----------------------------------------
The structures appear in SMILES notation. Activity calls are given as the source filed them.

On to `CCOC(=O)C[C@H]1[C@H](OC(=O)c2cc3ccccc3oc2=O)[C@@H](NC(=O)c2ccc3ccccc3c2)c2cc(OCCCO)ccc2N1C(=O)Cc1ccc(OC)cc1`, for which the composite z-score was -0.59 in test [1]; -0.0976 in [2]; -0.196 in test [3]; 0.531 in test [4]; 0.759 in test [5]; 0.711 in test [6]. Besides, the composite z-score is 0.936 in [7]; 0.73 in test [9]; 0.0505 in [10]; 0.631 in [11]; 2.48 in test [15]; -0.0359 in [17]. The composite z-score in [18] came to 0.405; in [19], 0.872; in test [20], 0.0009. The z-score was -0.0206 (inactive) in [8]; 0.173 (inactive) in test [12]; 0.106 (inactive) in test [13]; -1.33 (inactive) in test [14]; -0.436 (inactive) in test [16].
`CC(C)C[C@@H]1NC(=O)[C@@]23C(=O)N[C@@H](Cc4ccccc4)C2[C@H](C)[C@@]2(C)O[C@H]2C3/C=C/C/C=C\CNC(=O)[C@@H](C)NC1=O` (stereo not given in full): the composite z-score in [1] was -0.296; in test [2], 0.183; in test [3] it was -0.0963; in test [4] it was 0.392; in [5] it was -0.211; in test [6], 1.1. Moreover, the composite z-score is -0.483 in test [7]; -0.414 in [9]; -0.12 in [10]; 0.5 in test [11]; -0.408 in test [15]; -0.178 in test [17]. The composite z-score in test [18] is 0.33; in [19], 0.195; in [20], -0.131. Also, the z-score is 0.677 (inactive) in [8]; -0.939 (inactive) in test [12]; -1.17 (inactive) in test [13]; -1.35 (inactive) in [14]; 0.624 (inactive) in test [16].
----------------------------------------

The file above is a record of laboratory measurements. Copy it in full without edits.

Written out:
The structures appear in SMILES notation. Activity calls are given as the source filed them.

On to `CCOC(=O)C[C@H]1[C@H](OC(=O)c2cc3ccccc3oc2=O)[C@@H](NC(=O)c2ccc3ccccc3c2)c2cc(OCCCO)ccc2N1C(=O)Cc1ccc(OC)cc1`, for which the composite z-score was -0.59 in test [1]; -0.0976 in [2]; -0.196 in test [3]; 0.531 in test [4]; 0.759 in test [5]; 0.711 in test [6]. Besides, the composite z-score is 0.936 in [7]; 0.73 in test [9]; 0.0505 in [10]; 0.631 in [11]; 2.48 in test [15]; -0.0359 in [17]. The composite z-score in [18] came to 0.405; in [19], 0.872; in test [20], 0.0009. The z-score was -0.0206 (inactive) in [8]; 0.173 (inactive) in test [12]; 0.106 (inactive) in test [13]; -1.33 (inactive) in test [14]; -0.436 (inactive) in test [16].
`CC(C)C[C@@H]1NC(=O)[C@@]23C(=O)N[C@@H](Cc4ccccc4)C2[C@H](C)[C@@]2(C)O[C@H]2C3/C=C/C/C=C\CNC(=O)[C@@H](C)NC1=O` (stereo not given in full): the composite z-score in [1] was -0.296; in test [2], 0.183; in test [3] it was -0.0963; in test [4] it was 0.392; in [5] it was -0.211; in test [6], 1.1. Moreover, the composite z-score is -0.483 in test [7]; -0.414 in [9]; -0.12 in [10]; 0.5 in test [11]; -0.408 in test [15]; -0.178 in test [17]. The composite z-score in test [18] is 0.33; in [19], 0.195; in [20], -0.131. Also, the z-score is 0.677 (inactive) in [8]; -0.939 (inactive) in test [12]; -1.17 (inactive) in test [13]; -1.35 (inactive) in [14]; 0.624 (inactive) in test [16].